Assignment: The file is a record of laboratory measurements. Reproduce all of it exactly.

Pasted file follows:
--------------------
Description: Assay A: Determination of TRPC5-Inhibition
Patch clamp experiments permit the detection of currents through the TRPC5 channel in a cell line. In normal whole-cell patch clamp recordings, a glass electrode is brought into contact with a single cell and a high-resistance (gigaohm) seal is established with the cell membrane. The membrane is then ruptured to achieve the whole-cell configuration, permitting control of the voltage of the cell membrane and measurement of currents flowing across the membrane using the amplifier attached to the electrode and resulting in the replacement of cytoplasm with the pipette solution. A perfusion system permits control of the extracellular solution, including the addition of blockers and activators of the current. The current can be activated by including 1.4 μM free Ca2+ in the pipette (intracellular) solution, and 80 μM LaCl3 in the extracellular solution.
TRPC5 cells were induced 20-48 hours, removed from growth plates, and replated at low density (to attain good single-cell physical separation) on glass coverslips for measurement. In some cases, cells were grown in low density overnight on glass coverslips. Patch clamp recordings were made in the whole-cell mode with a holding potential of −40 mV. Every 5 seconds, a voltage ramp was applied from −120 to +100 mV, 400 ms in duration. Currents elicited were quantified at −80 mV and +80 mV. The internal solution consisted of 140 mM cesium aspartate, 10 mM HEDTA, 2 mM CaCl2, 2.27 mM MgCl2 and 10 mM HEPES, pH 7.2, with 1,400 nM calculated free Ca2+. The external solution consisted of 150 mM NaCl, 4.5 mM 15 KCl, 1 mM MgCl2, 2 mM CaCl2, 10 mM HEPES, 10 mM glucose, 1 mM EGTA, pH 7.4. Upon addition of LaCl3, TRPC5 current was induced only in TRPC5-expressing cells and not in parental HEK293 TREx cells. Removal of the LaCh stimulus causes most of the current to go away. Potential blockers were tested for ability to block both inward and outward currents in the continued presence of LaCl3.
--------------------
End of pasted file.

Description: Assay A: Determination of TRPC5-Inhibition
Patch clamp experiments permit the detection of currents through the TRPC5 channel in a cell line. In normal whole-cell patch clamp recordings, a glass electrode is brought into contact with a single cell and a high-resistance (gigaohm) seal is established with the cell membrane. The membrane is then ruptured to achieve the whole-cell configuration, permitting control of the voltage of the cell membrane and measurement of currents flowing across the membrane using the amplifier attached to the electrode and resulting in the replacement of cytoplasm with the pipette solution. A perfusion system permits control of the extracellular solution, including the addition of blockers and activators of the current. The current can be activated by including 1.4 μM free Ca2+ in the pipette (intracellular) solution, and 80 μM LaCl3 in the extracellular solution.
TRPC5 cells were induced 20-48 hours, removed from growth plates, and replated at low density (to attain good single-cell physical separation) on glass coverslips for measurement. In some cases, cells were grown in low density overnight on glass coverslips. Patch clamp recordings were made in the whole-cell mode with a holding potential of −40 mV. Every 5 seconds, a voltage ramp was applied from −120 to +100 mV, 400 ms in duration. Currents elicited were quantified at −80 mV and +80 mV. The internal solution consisted of 140 mM cesium aspartate, 10 mM HEDTA, 2 mM CaCl2, 2.27 mM MgCl2 and 10 mM HEPES, pH 7.2, with 1,400 nM calculated free Ca2+. The external solution consisted of 150 mM NaCl, 4.5 mM 15 KCl, 1 mM MgCl2, 2 mM CaCl2, 10 mM HEPES, 10 mM glucose, 1 mM EGTA, pH 7.4. Upon addition of LaCl3, TRPC5 current was induced only in TRPC5-expressing cells and not in parental HEK293 TREx cells. Removal of the LaCh stimulus causes most of the current to go away. Potential blockers were tested for ability to block both inward and outward currents in the continued presence of LaCl3.